Axelrod says Scalia once lobbied to get Kagan on Supreme Court

Commentary — Granted, Scalia may have become friends outside the courtroom with his liberal rivals, but the notion that he “lobbied” for Elana Kagan’s appointment because she is just so brilliant sounds like just too self-serving. Axelrod and Kagan are members of the Jewish mutual admiration tribe, and now that Scalia is not around to say otherwise, what would stop Axelrod from putting any words he wants into the dead man’s mouth.

Scalia once lobbied Obama adviser to get Kagan on Supreme Court (according to David Axelrod)

Senior editor
February 15, 2016

Republican lawmakers are vowing to block anyone President Obama nominates to replace Supreme Court Justice Antonin Scalia, who died unexpectedly on Saturday.

“We’re not going to give up the Supreme Court for a generation by allowing Barack Obama to make one more liberal appointee,” Texas Sen. Ted Cruz said during the GOP debate in South Carolina on Saturday night.

But according to David Axelrod, former senior adviser to the president, it was Scalia who once lobbied for a liberal justice to fill a vacant seat on the Supreme Court.

Axelrod, now a CNN political commentator, recalled a conversation he had with the conservative firebrand at the 2009 White House Correspondents’ Association Dinner in Washington.

“We were seated together,” Axelrod writes on CNN.com. “We bantered about my hometown of Chicago, where he had taught law before ascending to the bench. He opined on wine and music and generally lived up to his reputation as a man who told and enjoyed a good story. And then our conversation took an unexpected turn.”

Scalia asked Axelrod to relay a message to Obama:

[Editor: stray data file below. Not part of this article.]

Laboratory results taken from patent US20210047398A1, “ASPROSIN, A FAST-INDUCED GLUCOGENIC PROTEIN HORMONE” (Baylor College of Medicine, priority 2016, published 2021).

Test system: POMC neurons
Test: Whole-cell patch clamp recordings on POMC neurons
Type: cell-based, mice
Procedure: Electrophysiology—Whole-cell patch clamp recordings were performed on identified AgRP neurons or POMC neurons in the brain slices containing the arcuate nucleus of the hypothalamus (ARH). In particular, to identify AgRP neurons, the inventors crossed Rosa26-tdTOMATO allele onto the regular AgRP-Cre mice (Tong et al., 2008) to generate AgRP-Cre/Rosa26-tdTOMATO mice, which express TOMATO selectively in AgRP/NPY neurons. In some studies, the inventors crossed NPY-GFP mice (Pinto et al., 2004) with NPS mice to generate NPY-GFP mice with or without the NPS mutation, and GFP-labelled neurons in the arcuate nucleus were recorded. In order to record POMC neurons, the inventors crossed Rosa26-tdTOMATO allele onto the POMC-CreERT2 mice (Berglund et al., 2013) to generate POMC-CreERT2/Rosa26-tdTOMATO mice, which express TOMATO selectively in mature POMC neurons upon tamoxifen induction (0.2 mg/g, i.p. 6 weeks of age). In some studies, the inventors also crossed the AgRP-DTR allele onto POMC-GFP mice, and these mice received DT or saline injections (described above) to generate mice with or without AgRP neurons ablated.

Justice David Souter, Scalia’s longtime colleague on the court, had just announced his retirement, creating a vacancy for President Obama to fill. Scalia figured that as senior adviser to the new president, I might have some influence on the decision — or at least enough to pass along a message.

“I have no illusions that your man will nominate someone who shares my orientation,” said Scalia, then in his 23rd year as the court’s leading and most provocative conservative voice. “But I hope he sends us someone smart.”

A little taken aback that he was engaging me on the subject, I searched for the right answer, and lamely offered one that signaled my slight discomfort with the topic. “I’m sure he will, Justice Scalia.”

He wasn’t done. Leaning forward, as if to share a confidential thought, he tried again.

“Let me put a finer point on it,” the justice said, in a lower, purposeful tone of voice, his eyes fixed on mine. “I hope he sends us Elena Kagan.”

Axelrod was surprised by the overture because Kagan, Obama’s solicitor general, would be seen “plainly” as “a liberal in the context of the court.”

Obama didn’t nominate Kagan, instead choosing Sonia Sotomayor, who became the first Hispanic member of the Supreme Court when she was confirmed by the Senate in 2009.

But when another vacancy opened up with the retirement of Justice John Paul Stevens, Obama did nominate Kagan, who joined Scalia on the bench in 2010.

“We have become inured to the animus that characterizes the relationship between many of our elected officials in these highly partisan times,” Axelrod concludes. “But members of the court, free from the pressures of running for office, relate to each other in a different way. So much so that a conservative lion would lobby the President’s adviser for his liberal friend.”

Scalia, though, was fond of conflicting opinions.

“He made it a point of telling me that I was his token liberal,” E. Joshua Rosenkranz, who served as a law clerk for Judge Scalia in 1986, told the New York Times. “To his credit, I’m sure it was largely because he wanted to be sure he always heard the arguments against the positions he was taking.”

To find evidence that Scalia embraced opposing views, look no further than his unlikely friendship with fellow Supreme Court Justice Ruth Bader Ginsburg.

“From our years together at the D.C. Circuit, we were best buddies,” Ginsburg said in a statement on Saturday after Scalia’s death was announced. “We disagreed now and then, but when I wrote for the Court and received a Scalia dissent, the opinion ultimately released was notably better than my initial circulation.”

“Justice Scalia nailed all the weak spots,” she continued, “and gave me just what I needed to strengthen the majority opinion. He was a jurist of captivating brilliance and wit, with a rare talent to make even the most sober judge laugh.”

Ginsburg added: “He was, indeed, a magnificent performer. It was my great good fortune to have known him as working colleague and treasured friend.”

(Cover tile photo: Rogelio V. Solis/AP)